"As St. Thomas says: 'Predestination presupposes election in the order of reason; and election presupposes love.' Here we see the application of two principles ignored by some later theologians. First of all we have this principle that God, in this case as always, wills the end before the means, and therefore He wills the predestined glory before willing them grace by which they will merit it. Duns Scotus is not, therefore, as some recently maintained, the first one to apply this principle here. St. Thomas writes on this point as follows: 'But nothing is directed towards an end unless the will for that end already exists. Whence the predestination of some to eternal salvation presupposes in the order of reason, that God wills their salvation, and to this belongs both election and love -love inasmuch as He wills them this particular good of eternal salvation- since to love is to wish well to anyone, as stated above (q. 20, a. 2, 3); election inasmuch as He wills this good to some in preference to others, since He reprobates some, as stated above (a. 3).'"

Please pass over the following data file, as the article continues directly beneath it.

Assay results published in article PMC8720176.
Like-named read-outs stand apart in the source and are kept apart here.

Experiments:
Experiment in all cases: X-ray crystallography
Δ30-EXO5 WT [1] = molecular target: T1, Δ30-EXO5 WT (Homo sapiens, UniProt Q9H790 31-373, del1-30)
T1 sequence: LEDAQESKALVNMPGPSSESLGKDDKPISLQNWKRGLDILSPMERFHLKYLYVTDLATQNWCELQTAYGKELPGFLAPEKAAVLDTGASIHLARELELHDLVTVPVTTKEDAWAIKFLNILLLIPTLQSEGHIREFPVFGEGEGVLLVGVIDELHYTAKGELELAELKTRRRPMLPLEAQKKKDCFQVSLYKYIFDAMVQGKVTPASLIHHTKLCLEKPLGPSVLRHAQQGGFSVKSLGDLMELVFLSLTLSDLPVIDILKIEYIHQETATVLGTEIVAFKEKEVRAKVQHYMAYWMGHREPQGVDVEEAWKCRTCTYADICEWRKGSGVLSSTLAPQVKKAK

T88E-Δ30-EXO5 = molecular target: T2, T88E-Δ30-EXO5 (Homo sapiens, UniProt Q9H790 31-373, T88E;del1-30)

-Fr. Reginald Garrigou-Lagrange from his book Predestination.